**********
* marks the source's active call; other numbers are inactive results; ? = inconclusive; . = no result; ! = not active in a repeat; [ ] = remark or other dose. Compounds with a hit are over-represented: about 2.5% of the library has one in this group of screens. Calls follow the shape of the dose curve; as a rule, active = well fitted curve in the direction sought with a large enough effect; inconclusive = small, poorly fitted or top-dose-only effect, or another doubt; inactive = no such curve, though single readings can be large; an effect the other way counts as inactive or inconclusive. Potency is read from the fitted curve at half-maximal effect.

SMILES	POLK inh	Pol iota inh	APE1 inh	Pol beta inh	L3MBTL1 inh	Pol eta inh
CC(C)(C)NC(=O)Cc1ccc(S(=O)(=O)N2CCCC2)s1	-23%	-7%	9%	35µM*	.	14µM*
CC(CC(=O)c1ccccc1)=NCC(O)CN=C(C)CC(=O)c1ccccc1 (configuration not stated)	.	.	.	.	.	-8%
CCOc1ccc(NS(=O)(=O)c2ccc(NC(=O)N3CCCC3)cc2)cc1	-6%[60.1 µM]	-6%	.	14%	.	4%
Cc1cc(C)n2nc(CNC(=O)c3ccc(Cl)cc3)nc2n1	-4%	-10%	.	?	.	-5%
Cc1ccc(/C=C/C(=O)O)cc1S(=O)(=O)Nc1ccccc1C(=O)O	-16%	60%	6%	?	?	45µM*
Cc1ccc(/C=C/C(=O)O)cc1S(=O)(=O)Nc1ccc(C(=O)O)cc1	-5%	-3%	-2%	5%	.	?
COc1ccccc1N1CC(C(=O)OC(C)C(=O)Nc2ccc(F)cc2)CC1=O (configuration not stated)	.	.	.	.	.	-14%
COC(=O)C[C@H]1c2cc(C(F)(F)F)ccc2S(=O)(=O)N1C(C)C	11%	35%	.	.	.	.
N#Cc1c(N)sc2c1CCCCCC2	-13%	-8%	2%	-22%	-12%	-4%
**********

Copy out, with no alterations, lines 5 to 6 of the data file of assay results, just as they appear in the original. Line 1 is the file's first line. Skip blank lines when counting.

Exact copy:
CCOc1ccc(NS(=O)(=O)c2ccc(NC(=O)N3CCCC3)cc2)cc1	-6%[60.1 µM]	-6%	.	14%	.	4%
Cc1cc(C)n2nc(CNC(=O)c3ccc(Cl)cc3)nc2n1	-4%	-10%	.	?	.	-5%